The story of Omar Khadr is horrific, and a powerful illustration of how this so-called “War on Terror” has been conducted. His story has been long and drawn out, and out of sight of most of the world. This article provides an excellent overview. I quote:
Omar Khadr, a Canadian citizen who was once the youngest inmate held at Guantánamo Bay, was today let out on bail from a Canadian prison — walking free for the first time since he was captured by U.S. forces when he was 15 years old. A judge today ruled that Khadr should be released from a medium security prison near Edmonton, Alberta, while he appeals his conviction for throwing a grenade that killed an American soldier during a raid near Ayub Khel, Afghanistan in 2002.
Khadr, who spent nearly 10 years at Guantánamo, will live with his lawyer, Dennis Edney, and Edney’s wife. “I look forward to Omar Khadr letting the Canadian public see who he is,” Edney said outside the courtroom after the judge’s decision was rendered.
Who Khadr is has been a subject of intense political debate in Canada and abroad. The right-wing Canadian government of Prime Minister Stephen Harper has vociferously opposed Khadr’s release for years, characterizing him as a hardened and unrepentant terrorist guilty of war crimes. The Harper government fought until the last moment to prevent Khadr from leaving prison, even applying for an emergency stay of bail on the grounds that his release would harm relations with the United States, a charge the U.S. State Department publicly denied.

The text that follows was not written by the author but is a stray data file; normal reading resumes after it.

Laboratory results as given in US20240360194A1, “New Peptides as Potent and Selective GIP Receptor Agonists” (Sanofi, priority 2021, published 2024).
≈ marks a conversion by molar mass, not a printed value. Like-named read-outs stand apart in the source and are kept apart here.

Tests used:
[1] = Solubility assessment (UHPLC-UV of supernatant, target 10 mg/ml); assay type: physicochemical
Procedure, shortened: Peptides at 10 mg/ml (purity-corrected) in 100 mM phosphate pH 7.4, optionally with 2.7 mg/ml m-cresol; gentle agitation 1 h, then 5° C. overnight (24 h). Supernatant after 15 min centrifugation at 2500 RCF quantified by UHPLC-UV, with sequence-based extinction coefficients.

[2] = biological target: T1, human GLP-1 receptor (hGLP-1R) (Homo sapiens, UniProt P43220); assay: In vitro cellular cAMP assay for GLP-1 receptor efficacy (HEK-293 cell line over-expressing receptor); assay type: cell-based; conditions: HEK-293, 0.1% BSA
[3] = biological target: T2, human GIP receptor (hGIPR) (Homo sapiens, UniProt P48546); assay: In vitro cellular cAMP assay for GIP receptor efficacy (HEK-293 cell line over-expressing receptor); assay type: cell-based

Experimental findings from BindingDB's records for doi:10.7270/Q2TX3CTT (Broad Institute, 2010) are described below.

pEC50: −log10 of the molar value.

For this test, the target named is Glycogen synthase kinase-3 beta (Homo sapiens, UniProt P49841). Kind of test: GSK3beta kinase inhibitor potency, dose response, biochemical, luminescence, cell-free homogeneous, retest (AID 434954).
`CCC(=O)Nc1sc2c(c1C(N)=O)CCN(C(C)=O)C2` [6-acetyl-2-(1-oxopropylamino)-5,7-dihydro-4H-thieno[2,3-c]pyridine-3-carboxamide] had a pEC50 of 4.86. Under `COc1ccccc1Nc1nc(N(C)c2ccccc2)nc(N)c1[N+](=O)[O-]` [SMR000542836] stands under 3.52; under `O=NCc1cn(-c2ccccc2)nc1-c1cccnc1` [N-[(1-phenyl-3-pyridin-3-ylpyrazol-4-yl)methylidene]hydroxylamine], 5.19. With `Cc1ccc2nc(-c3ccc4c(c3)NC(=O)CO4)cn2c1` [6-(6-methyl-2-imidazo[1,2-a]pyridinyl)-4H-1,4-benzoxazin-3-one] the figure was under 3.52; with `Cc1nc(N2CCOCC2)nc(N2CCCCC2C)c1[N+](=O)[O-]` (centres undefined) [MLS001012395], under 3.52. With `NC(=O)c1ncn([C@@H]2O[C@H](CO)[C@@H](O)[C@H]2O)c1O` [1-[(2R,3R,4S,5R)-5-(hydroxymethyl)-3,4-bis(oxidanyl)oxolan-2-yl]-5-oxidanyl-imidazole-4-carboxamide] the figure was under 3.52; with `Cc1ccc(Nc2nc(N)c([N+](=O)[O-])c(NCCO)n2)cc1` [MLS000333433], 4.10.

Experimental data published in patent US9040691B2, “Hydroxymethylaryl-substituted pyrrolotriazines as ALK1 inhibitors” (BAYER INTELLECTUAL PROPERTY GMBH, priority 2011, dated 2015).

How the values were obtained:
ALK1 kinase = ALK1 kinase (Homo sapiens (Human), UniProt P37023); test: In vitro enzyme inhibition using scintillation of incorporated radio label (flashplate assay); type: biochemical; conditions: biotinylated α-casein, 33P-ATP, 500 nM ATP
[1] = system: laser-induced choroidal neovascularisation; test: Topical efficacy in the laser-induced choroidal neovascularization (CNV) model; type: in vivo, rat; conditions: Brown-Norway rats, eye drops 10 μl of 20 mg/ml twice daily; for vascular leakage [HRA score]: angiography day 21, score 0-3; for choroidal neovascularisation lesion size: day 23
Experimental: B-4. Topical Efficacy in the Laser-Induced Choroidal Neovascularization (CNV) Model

In the aftermath of the decision, which finally thwarted years of government attempts to keep Khadr behind bars, Public Safety Minister Steven Blaney expressed disappointment with the ruling, lamenting the release of a “convicted terrorist.”
To many, however, Khadr is not a terrorist but a long-abused child soldier. Born in Canada in 1986, Khadr spent his childhood in the suburbs of Toronto before being taken by his now-deceased father, Al Qaeda financier Ahmed Khadr, to Afghanistan in the late-90s. Brought into the orbit of militant groups at a young age, Khadr’s life would take a further turn for the worse following the 9/11 attacks and subsequent U.S. invasion of the country.
End of quote.
I commend Omar’s story to you, as it is a powerful illustration of how the West has played the terrorism game. And for my Aussie friends, but for the fear-filled scampering by John Howard when he realised the ongoing imprisonment of David Hicks had swung from a political asset to a liability, Hicks’ story would likely look a lot like this one. They were both pawns in the game.
Here is Khadr’s press interview upon his release. Does he look like a terrorist to you? No wonder the Canadian PM wanted to keep him locked away. Such an innocent, disarming smile.